Wildlife Garden in Late August

David Beeson It has been an indifferent summer in Hampshire. Yet we are hugely appreciative of having no fires or floods or plagues of locusts. I guess dampness is preferable to desertification. The cool rainfall enhanced grass growth by removing growth-limiting factors, so with some of the meadows now cut the compost bins are fullContinue reading “Wildlife Garden in Late August”

The Chemistry of Wildlife

David Beeson, late August 2021 It could be argued that wildlife enthusiasts spend too much time looking and too little in thinking. I bet you disagree! Sure, I do. The sights and sounds of the natural world is alluring and gives me a buzz. I am never more content than exploring for the unknown orContinue reading “The Chemistry of Wildlife”

The Eco-garden in Early July and the Problem with Clay Soils.

David Beeson Note: a garden meadow is a garden feature. It is designed as part of a garden and not as a wildlife reserve. The wildlife that comes with the garden meadow is a bonus. Our Summer Meadow is ideally only cut from early autumn and is part garden feature and part wildlife reserve. WithContinue reading “The Eco-garden in Early July and the Problem with Clay Soils.”

Carbon dioxide removal and no-cut May

David Beeson, 24th may 2021 Firstly, an article from The Guardian: https://www.theguardian.com/environment/2021/may/24/trials-to-suck-carbon-dioxide-from-the-air-to-start-across-the-uk This looks at a trial, about to start across the UK, into the most effective ways of removing atmospheric carbon dioxide – critical in reducing Global Warming. Worth scanning to give your day some optimism. We fitted solar PV panels some 11 yearsContinue reading “Carbon dioxide removal and no-cut May”

An Eco-garden in Early April

An English Eco-garden in Early April David Beeson The garden at Forest Edge is around an acre or 0.4 hectares. It is longer than wide and ends on the very fringe of an ancient oak and hazel forest that has probably always been there. Our soil is clay-over-chalk and is sticky in winter and rock-solidContinue reading “An Eco-garden in Early April”

Photo essay – a frosty 1st January

David Beeson Bet you are as fed up with 2020 as I am. I want some sunshine and non-muddy trackways … and a tasty vaccination. Most of the plants are in hibernation – hiding their resources away from herbivores. Only the fruits, with the plant’s seeds inside, are being offered – and there is anContinue reading “Photo essay – a frosty 1st January”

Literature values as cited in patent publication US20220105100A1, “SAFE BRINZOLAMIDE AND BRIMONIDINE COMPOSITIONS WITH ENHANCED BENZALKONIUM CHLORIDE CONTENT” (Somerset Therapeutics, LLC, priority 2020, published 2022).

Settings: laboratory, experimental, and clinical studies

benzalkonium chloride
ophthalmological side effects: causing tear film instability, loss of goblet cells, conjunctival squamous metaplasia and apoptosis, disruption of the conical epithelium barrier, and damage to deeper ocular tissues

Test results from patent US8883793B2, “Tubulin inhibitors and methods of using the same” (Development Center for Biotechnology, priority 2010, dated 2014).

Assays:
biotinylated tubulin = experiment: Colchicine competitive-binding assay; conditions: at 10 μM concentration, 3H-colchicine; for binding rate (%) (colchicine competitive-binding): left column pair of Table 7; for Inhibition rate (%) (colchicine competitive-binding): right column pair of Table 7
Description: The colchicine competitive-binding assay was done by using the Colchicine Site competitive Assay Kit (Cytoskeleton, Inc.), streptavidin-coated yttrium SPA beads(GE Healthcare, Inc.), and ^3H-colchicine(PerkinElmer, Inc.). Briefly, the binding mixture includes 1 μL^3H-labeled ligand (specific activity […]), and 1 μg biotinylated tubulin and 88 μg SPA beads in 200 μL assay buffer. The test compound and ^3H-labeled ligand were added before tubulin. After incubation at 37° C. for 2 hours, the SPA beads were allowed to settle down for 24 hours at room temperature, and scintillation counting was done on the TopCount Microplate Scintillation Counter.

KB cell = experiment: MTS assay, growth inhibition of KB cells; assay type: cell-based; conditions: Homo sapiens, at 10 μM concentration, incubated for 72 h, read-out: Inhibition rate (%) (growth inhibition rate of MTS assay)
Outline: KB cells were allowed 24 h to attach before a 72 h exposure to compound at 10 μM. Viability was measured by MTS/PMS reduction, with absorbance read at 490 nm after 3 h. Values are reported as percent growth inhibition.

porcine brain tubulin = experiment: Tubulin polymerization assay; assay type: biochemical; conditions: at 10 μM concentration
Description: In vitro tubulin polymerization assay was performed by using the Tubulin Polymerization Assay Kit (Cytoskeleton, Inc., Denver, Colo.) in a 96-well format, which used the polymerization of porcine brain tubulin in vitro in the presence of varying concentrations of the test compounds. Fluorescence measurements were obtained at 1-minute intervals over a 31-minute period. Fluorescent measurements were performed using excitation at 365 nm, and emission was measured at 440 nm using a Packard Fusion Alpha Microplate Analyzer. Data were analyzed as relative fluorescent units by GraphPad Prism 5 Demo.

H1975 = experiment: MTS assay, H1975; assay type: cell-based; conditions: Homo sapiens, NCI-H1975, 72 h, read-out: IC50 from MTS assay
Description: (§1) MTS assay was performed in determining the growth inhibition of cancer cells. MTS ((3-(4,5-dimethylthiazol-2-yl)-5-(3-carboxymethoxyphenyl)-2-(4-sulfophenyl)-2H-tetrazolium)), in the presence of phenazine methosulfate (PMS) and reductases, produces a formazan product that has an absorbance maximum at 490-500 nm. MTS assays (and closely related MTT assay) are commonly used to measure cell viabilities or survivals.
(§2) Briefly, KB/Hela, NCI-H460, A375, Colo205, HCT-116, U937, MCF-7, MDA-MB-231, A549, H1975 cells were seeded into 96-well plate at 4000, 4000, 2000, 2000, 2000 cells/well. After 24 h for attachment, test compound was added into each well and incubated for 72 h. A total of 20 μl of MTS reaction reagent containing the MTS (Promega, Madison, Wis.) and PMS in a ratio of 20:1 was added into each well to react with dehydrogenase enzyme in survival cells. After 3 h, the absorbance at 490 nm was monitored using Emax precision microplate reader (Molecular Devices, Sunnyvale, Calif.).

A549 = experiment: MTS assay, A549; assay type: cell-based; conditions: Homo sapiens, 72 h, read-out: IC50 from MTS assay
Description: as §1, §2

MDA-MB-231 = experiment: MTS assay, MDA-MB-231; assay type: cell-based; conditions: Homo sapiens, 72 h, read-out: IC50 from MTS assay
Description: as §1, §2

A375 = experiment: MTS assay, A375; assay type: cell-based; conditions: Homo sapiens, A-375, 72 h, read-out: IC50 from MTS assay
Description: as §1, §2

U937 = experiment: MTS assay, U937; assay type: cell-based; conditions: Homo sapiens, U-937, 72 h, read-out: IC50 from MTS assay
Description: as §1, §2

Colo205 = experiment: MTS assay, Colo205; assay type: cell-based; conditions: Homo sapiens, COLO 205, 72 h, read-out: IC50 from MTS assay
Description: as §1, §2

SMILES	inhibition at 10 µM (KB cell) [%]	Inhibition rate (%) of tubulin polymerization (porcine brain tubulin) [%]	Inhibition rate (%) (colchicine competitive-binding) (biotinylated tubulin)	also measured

Photo Essay – Winter and Summer in our Eco-garden

December 2020 Forest Edge is an eco-garden, in that we attempt to optimise the wildlife, whilst still delivering a beautiful garden AND a play area for the grandchildren. We cannot do everything in the area we have, so there are limits. We have had herds of fallow deer (30+) in the garden – that hasContinue reading “Photo Essay – Winter and Summer in our Eco-garden”

A Brilliant Day!!!

Dormice David Beeson Hazel dormice are not common in the UK, but they are slowly being reintroduced, with some success. My area is a comparative ‘hot spot’ for the species and I have found live animals and nests in the past. The nearest nests have been within 1Km, but species-specific nest boxes and searching forContinue reading “A Brilliant Day!!!”

This and That in the Garden

August always feels a quiet month to me. Yes, the wood pigeons are still flirting and the stock doves singing their cooing lullaby, yet the other birds are back into their teenage groups and flittering around the trees and shrubs. Gulls are around here in never-seen-before numbers, and flocks fly in to roost on ourContinue reading “This and That in the Garden”

Nectar, food of the gods?

Firstly, some questions. Now, no cheating and you really should write down the answers. Question one. (An easy one to give you confidence) Does nectar contain dilute honey? Question two. Are nectar and honey of the same composition, even if honey has less water? Question three. Where is nectar made? (Precision needed here!) Question four.Continue reading “Nectar, food of the gods?”

What do your insects eat?

A photo-essay 17th June 2020 David Beeson As you know Forest Edge aims to be an eco-friendly garden. It has a range of habitats that change through the year. It has a native and non-native flora. But, who eats what? Great project here for children? Our butterflies today are small, large and green-veined whites, redContinue reading “What do your insects eat?”

The most hated wildflowers?

Trampled, poisoned and mown to the ground. Are these the most hated wildflowers? Grasses and their allies David Beeson Delicately waving in the summer’s breeze, their leaves capturing the sun’s donated energy and using an alchemy to weave it into chemical bonds that trap the Kilojoules (Calories) into a usable form, grasses have a vitalContinue reading “The most hated wildflowers?”

The Wildlife Garden in Early April

The Wildlife Garden in Early April, 2020. David Beeson While the UK ‘lock down’ for coronavirus (Covid-19) continues the natural world carries on as usual. Yet, the year has felt wetter and windier than normal – but, that is what is predicted by Global Warming. Now, as April develop, the weather has changed and weContinue reading “The Wildlife Garden in Early April”